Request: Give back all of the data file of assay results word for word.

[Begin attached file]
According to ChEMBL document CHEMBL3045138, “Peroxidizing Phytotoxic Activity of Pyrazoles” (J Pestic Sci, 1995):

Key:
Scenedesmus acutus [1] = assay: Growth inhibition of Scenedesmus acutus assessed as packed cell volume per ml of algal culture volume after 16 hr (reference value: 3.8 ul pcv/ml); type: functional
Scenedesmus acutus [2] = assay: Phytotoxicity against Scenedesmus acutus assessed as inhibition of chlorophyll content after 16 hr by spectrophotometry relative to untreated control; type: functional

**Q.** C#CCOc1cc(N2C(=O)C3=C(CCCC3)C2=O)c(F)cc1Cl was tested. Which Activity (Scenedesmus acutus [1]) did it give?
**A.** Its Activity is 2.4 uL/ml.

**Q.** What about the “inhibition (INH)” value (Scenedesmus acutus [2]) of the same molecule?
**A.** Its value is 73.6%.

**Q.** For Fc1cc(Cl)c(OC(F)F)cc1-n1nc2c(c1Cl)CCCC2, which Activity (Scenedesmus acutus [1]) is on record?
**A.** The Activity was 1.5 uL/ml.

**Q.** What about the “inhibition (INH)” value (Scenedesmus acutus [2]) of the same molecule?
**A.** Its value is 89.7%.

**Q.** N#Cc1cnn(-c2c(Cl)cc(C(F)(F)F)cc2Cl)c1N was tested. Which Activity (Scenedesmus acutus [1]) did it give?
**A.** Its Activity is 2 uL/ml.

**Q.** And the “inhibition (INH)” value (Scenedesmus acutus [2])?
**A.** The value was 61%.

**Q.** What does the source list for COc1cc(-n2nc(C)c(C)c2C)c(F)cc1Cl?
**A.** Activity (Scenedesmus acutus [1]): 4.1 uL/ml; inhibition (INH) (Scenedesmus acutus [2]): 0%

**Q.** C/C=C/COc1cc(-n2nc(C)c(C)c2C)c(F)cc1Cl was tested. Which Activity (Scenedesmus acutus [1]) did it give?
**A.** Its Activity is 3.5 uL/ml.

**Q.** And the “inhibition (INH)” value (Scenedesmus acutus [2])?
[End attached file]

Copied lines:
According to ChEMBL document CHEMBL3045138, “Peroxidizing Phytotoxic Activity of Pyrazoles” (J Pestic Sci, 1995):

Key:
Scenedesmus acutus [1] = assay: Growth inhibition of Scenedesmus acutus assessed as packed cell volume per ml of algal culture volume after 16 hr (reference value: 3.8 ul pcv/ml); type: functional
Scenedesmus acutus [2] = assay: Phytotoxicity against Scenedesmus acutus assessed as inhibition of chlorophyll content after 16 hr by spectrophotometry relative to untreated control; type: functional

**Q.** C#CCOc1cc(N2C(=O)C3=C(CCCC3)C2=O)c(F)cc1Cl was tested. Which Activity (Scenedesmus acutus [1]) did it give?
**A.** Its Activity is 2.4 uL/ml.

**Q.** What about the “inhibition (INH)” value (Scenedesmus acutus [2]) of the same molecule?
**A.** Its value is 73.6%.

**Q.** For Fc1cc(Cl)c(OC(F)F)cc1-n1nc2c(c1Cl)CCCC2, which Activity (Scenedesmus acutus [1]) is on record?
**A.** The Activity was 1.5 uL/ml.

**Q.** What about the “inhibition (INH)” value (Scenedesmus acutus [2]) of the same molecule?
**A.** Its value is 89.7%.

**Q.** N#Cc1cnn(-c2c(Cl)cc(C(F)(F)F)cc2Cl)c1N was tested. Which Activity (Scenedesmus acutus [1]) did it give?
**A.** Its Activity is 2 uL/ml.

**Q.** And the “inhibition (INH)” value (Scenedesmus acutus [2])?
**A.** The value was 61%.

**Q.** What does the source list for COc1cc(-n2nc(C)c(C)c2C)c(F)cc1Cl?
**A.** Activity (Scenedesmus acutus [1]): 4.1 uL/ml; inhibition (INH) (Scenedesmus acutus [2]): 0%

**Q.** C/C=C/COc1cc(-n2nc(C)c(C)c2C)c(F)cc1Cl was tested. Which Activity (Scenedesmus acutus [1]) did it give?
**A.** Its Activity is 3.5 uL/ml.

**Q.** And the “inhibition (INH)” value (Scenedesmus acutus [2])?